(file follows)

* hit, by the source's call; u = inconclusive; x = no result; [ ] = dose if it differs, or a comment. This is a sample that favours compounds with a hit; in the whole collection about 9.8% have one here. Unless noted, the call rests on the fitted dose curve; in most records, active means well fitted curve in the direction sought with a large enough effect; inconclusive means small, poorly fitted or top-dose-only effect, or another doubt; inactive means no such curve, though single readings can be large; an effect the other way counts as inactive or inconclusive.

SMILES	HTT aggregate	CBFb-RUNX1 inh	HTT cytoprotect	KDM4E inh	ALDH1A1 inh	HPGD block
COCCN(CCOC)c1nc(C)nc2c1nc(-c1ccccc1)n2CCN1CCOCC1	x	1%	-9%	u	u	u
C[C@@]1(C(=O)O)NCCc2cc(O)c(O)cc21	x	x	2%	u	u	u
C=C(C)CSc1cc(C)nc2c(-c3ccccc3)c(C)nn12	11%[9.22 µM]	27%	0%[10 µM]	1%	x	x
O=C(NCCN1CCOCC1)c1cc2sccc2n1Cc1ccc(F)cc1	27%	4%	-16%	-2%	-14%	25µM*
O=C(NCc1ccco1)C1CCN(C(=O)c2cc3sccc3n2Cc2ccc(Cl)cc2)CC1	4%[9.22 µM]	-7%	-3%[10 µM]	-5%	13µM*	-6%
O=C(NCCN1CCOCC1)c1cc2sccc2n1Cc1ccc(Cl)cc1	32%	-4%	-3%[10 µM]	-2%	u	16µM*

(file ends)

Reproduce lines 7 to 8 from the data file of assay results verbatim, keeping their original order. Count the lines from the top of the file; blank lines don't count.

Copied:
O=C(NCc1ccco1)C1CCN(C(=O)c2cc3sccc3n2Cc2ccc(Cl)cc2)CC1	4%[9.22 µM]	-7%	-3%[10 µM]	-5%	13µM*	-6%
O=C(NCCN1CCOCC1)c1cc2sccc2n1Cc1ccc(Cl)cc1	32%	-4%	-3%[10 µM]	-2%	u	16µM*